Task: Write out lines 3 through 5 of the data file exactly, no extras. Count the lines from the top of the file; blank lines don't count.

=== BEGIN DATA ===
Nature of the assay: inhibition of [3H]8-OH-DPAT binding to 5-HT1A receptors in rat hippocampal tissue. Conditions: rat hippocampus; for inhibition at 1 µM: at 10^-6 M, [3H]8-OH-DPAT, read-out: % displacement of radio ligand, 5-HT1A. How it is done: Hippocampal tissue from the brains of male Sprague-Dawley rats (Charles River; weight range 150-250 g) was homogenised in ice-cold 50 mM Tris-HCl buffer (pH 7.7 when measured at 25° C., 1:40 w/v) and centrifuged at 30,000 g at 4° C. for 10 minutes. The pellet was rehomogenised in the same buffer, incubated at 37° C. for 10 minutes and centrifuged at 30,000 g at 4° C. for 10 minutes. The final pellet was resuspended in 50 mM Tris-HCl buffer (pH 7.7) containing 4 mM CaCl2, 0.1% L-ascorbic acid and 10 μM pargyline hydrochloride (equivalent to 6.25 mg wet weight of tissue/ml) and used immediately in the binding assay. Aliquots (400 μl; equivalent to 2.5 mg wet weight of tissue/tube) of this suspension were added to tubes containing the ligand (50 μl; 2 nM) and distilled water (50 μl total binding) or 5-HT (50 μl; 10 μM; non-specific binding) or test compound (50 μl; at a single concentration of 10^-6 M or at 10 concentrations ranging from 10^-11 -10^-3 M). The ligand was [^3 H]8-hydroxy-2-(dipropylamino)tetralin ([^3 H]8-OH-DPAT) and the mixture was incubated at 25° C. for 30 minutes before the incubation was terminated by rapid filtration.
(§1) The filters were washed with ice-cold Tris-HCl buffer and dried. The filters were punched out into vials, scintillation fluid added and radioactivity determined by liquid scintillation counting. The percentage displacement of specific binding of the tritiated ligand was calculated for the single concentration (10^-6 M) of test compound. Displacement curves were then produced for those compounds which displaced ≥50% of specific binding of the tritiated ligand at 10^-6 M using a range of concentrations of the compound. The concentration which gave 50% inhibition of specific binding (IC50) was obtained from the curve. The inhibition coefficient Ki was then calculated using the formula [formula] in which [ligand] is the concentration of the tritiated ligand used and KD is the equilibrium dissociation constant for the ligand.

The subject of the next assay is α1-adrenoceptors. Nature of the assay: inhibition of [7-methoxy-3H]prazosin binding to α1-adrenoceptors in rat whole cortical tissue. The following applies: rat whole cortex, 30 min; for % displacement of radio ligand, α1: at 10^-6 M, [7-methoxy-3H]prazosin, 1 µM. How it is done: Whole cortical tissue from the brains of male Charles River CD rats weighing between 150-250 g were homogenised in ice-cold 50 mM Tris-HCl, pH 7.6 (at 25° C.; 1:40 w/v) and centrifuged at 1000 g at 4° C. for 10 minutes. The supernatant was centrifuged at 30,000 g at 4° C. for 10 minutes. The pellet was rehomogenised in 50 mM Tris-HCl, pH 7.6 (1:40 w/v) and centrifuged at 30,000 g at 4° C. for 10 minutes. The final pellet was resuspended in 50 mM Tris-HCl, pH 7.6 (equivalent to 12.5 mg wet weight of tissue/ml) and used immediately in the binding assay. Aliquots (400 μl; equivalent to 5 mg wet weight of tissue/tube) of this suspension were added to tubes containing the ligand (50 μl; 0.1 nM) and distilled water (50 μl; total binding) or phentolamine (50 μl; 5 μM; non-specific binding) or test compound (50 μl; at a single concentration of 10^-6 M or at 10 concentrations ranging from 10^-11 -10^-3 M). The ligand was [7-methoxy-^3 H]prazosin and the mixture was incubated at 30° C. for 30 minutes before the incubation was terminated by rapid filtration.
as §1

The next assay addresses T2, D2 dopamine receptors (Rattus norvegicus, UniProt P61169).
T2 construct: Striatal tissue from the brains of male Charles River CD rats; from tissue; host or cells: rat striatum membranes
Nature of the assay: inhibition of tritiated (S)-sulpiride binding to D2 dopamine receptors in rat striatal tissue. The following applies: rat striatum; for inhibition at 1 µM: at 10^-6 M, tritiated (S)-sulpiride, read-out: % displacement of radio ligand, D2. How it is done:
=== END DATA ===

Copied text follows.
The subject of the next assay is α1-adrenoceptors. Nature of the assay: inhibition of [7-methoxy-3H]prazosin binding to α1-adrenoceptors in rat whole cortical tissue. The following applies: rat whole cortex, 30 min; for % displacement of radio ligand, α1: at 10^-6 M, [7-methoxy-3H]prazosin, 1 µM. How it is done: Whole cortical tissue from the brains of male Charles River CD rats weighing between 150-250 g were homogenised in ice-cold 50 mM Tris-HCl, pH 7.6 (at 25° C.; 1:40 w/v) and centrifuged at 1000 g at 4° C. for 10 minutes. The supernatant was centrifuged at 30,000 g at 4° C. for 10 minutes. The pellet was rehomogenised in 50 mM Tris-HCl, pH 7.6 (1:40 w/v) and centrifuged at 30,000 g at 4° C. for 10 minutes. The final pellet was resuspended in 50 mM Tris-HCl, pH 7.6 (equivalent to 12.5 mg wet weight of tissue/ml) and used immediately in the binding assay. Aliquots (400 μl; equivalent to 5 mg wet weight of tissue/tube) of this suspension were added to tubes containing the ligand (50 μl; 0.1 nM) and distilled water (50 μl; total binding) or phentolamine (50 μl; 5 μM; non-specific binding) or test compound (50 μl; at a single concentration of 10^-6 M or at 10 concentrations ranging from 10^-11 -10^-3 M). The ligand was [7-methoxy-^3 H]prazosin and the mixture was incubated at 30° C. for 30 minutes before the incubation was terminated by rapid filtration.
as §1

The next assay addresses T2, D2 dopamine receptors (Rattus norvegicus, UniProt P61169).